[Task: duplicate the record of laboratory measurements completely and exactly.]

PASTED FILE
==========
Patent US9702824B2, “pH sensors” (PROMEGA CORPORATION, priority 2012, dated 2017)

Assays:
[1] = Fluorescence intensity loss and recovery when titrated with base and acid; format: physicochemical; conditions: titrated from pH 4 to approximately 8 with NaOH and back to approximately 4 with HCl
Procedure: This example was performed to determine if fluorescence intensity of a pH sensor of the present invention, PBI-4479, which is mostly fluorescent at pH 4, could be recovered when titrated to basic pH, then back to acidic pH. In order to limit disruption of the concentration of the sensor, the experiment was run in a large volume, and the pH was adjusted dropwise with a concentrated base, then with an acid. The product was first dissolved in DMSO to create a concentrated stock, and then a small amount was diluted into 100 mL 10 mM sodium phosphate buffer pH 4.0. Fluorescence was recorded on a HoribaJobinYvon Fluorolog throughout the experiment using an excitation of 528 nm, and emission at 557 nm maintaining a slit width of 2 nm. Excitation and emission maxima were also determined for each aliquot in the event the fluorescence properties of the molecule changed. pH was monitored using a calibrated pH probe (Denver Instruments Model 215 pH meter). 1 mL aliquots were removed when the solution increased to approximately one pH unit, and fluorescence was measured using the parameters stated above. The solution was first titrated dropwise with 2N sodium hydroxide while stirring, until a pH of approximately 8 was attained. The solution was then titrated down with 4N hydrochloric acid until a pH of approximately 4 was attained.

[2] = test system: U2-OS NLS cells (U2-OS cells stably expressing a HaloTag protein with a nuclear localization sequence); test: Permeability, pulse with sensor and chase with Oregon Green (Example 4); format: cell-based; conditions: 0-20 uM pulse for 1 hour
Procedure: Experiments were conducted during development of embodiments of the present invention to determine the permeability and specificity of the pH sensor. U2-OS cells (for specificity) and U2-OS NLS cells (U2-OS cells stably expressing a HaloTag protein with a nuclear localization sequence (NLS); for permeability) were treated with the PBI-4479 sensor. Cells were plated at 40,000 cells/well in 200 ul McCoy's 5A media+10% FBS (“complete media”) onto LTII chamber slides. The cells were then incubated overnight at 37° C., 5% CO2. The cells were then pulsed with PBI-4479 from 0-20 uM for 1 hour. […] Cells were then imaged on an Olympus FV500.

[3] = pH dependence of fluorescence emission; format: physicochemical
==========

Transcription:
Patent US9702824B2, “pH sensors” (PROMEGA CORPORATION, priority 2012, dated 2017)

Assays:
[1] = Fluorescence intensity loss and recovery when titrated with base and acid; format: physicochemical; conditions: titrated from pH 4 to approximately 8 with NaOH and back to approximately 4 with HCl
Procedure: This example was performed to determine if fluorescence intensity of a pH sensor of the present invention, PBI-4479, which is mostly fluorescent at pH 4, could be recovered when titrated to basic pH, then back to acidic pH. In order to limit disruption of the concentration of the sensor, the experiment was run in a large volume, and the pH was adjusted dropwise with a concentrated base, then with an acid. The product was first dissolved in DMSO to create a concentrated stock, and then a small amount was diluted into 100 mL 10 mM sodium phosphate buffer pH 4.0. Fluorescence was recorded on a HoribaJobinYvon Fluorolog throughout the experiment using an excitation of 528 nm, and emission at 557 nm maintaining a slit width of 2 nm. Excitation and emission maxima were also determined for each aliquot in the event the fluorescence properties of the molecule changed. pH was monitored using a calibrated pH probe (Denver Instruments Model 215 pH meter). 1 mL aliquots were removed when the solution increased to approximately one pH unit, and fluorescence was measured using the parameters stated above. The solution was first titrated dropwise with 2N sodium hydroxide while stirring, until a pH of approximately 8 was attained. The solution was then titrated down with 4N hydrochloric acid until a pH of approximately 4 was attained.

[2] = test system: U2-OS NLS cells (U2-OS cells stably expressing a HaloTag protein with a nuclear localization sequence); test: Permeability, pulse with sensor and chase with Oregon Green (Example 4); format: cell-based; conditions: 0-20 uM pulse for 1 hour
Procedure: Experiments were conducted during development of embodiments of the present invention to determine the permeability and specificity of the pH sensor. U2-OS cells (for specificity) and U2-OS NLS cells (U2-OS cells stably expressing a HaloTag protein with a nuclear localization sequence (NLS); for permeability) were treated with the PBI-4479 sensor. Cells were plated at 40,000 cells/well in 200 ul McCoy's 5A media+10% FBS (“complete media”) onto LTII chamber slides. The cells were then incubated overnight at 37° C., 5% CO2. The cells were then pulsed with PBI-4479 from 0-20 uM for 1 hour. […] Cells were then imaged on an Olympus FV500.

[3] = pH dependence of fluorescence emission; format: physicochemical